In this HR News Roundup, learn about the issues keeping HR managers up at night; dealing with grief in the workplace; HR news compliance issues and a few items from the lighter side.

What’s keeping HR up at night in 2020?
Carol Patton, Human Resource Executive

Retaining key talent is HR’s chief concern, according to a survey of more than 300 HR executives representing mid- to large-size employers across multiple industries conducted by Human Resource Executive® between December 2019 and January 2020. Rad about that and other top-of-mind HR issues, including: developing leaders & succession planning, improving employee experience, driving culture change and driving innovation.

 

Employers focusing on training to retain employees
Marlene Satter, BenefitsPro

Although pay raises were the top retention strategy for 61% of employers, only a hair less — 59% — said they’d be focusing on offering employees training. But, according to Wendy Brown, director at PayScale, it’s not all that simple.

The report cites specific training goals among employees, such as the big winner — management and leadership training — chosen by 32% of respondents as their top choice for an employee professional development program. The next most popular among workers were professional certification (30%) and technical skills training (17%).

 

LinkedIn Now Offers the Ability to Interview Candidates
HR Daily Advisor

If you’ve been using LinkedIn as your main source of applicant tracking—through its new applicant tracking System (ATS), Talent Hub—a new feature will help you reduce your interviewing process on top of all the added benefits Talent Hub has to offer. … Talview’s live interviewing capabilities are now integrated into the LinkedIn Talent Hub experience. Talent Hub allows organizations to source, manage, and hire candidates from one place, and now you’ll easily be able to interview the best fit candidates all from one platform.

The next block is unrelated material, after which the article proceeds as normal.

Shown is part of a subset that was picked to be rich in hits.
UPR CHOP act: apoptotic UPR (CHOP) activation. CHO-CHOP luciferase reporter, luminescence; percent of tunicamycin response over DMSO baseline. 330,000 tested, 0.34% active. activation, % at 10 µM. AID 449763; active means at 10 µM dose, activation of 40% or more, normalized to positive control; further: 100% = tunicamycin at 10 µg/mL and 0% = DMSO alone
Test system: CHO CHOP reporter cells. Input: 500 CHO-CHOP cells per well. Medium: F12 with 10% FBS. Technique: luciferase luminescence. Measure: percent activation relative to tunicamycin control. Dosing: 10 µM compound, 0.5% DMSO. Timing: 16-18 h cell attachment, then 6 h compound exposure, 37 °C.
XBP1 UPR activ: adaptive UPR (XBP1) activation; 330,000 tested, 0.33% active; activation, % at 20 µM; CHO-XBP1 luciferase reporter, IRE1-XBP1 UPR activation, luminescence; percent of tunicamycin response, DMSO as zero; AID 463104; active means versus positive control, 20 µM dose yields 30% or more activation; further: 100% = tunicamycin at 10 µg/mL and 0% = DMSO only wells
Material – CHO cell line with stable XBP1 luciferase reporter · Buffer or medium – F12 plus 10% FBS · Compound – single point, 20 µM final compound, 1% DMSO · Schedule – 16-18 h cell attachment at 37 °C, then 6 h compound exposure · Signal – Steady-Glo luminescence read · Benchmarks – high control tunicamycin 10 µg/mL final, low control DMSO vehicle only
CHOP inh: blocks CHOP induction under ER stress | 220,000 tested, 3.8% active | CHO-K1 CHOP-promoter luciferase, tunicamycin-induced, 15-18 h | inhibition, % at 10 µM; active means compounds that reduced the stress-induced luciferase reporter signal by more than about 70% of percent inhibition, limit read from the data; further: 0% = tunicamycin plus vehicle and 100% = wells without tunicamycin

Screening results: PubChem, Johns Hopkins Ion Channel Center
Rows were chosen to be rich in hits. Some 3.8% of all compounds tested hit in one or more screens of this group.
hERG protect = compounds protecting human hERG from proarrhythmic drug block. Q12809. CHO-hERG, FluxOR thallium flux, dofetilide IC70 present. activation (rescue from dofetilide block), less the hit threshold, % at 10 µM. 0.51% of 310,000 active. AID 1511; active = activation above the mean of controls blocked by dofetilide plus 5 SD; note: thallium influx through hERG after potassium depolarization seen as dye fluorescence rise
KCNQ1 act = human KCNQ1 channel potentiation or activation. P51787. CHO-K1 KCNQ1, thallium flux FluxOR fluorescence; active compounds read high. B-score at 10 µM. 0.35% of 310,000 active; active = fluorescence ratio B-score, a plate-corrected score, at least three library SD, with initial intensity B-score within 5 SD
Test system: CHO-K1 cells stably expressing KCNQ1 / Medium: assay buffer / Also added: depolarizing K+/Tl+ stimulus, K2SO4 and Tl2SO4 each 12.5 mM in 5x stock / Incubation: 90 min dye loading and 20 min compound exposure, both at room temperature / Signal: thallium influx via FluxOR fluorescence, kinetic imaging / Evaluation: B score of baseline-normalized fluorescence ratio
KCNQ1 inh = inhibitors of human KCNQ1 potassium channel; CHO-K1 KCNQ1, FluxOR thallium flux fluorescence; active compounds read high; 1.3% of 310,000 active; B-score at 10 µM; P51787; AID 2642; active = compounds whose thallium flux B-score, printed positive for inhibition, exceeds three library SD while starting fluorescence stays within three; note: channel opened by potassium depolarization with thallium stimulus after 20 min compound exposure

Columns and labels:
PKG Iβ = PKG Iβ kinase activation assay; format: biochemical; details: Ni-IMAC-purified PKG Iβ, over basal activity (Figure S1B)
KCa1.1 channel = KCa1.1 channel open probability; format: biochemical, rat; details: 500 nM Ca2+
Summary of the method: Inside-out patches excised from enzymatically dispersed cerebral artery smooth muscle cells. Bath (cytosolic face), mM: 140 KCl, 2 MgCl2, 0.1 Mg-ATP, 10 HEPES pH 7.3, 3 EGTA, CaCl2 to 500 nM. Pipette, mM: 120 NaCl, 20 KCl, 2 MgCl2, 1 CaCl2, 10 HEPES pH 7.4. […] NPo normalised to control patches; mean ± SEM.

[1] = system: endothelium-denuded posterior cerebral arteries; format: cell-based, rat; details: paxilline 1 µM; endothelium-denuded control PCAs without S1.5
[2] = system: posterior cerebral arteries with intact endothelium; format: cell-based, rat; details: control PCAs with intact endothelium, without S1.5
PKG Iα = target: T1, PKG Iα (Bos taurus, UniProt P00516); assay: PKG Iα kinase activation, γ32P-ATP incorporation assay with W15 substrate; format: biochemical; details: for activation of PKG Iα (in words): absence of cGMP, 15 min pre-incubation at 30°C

7 ways to deal with grief at work
Erica Sweeney, Fast Company

While 88% of employers offer bereavement leave, according to the Society for Human Resource Management, it averages about three days. That amount can vary greatly, however, since no federal requirements for bereavement leave exist. The Family and Medical Leave Act doesn’t specifically cover it, and the Fair Labor Standards Act doesn’t require paid time off to attend funerals.

Because of this, many people have no choice but to return to their workplace while still in the early stages of mourning. While some appreciate the distraction that work can provide, the emotional burden can also create uncomfortable workplace interactions.

Related: Dealing with the death of a colleague in the workplace
The sudden death of a coworker is often a jarring, upsetting experience. As the workforce ages, it’s likely to only become more commonplace.

HR News: Compliance Corner

3 reasons to hire ESI EAP

More HR News: Quick takes

 

HR News: From the lighter side…

  • The daily routine of famous creative people – Discover how some of the world’s most original artists, writers and musicians structured their day, based on ‘Daily Rituals’ by Mason Currey. Filter the different categories by toggling on or off, and hover over the colored bars to learn more about the daily routines.
  • This item will have particular interest to our readers in the healthcare/hospital sectors: 68 laws of the ER
  • Merriam Webster created “a bunch of usage limericks” about word errors, confusions and pet peeves. In this sample, they weigh in on the increasingly common usage of “their:”

If you’re a stickler for grammar, prepare
to be irked by the singular their
Tho it seems a mistake
The position we take
Is if the word is in use we don’t care

  • This fun clip illustrates the challenges of getting multiple generations to work successfully with each other and to play to each generation’s respective strengths.

Recent HR Web Cafe blog posts

 

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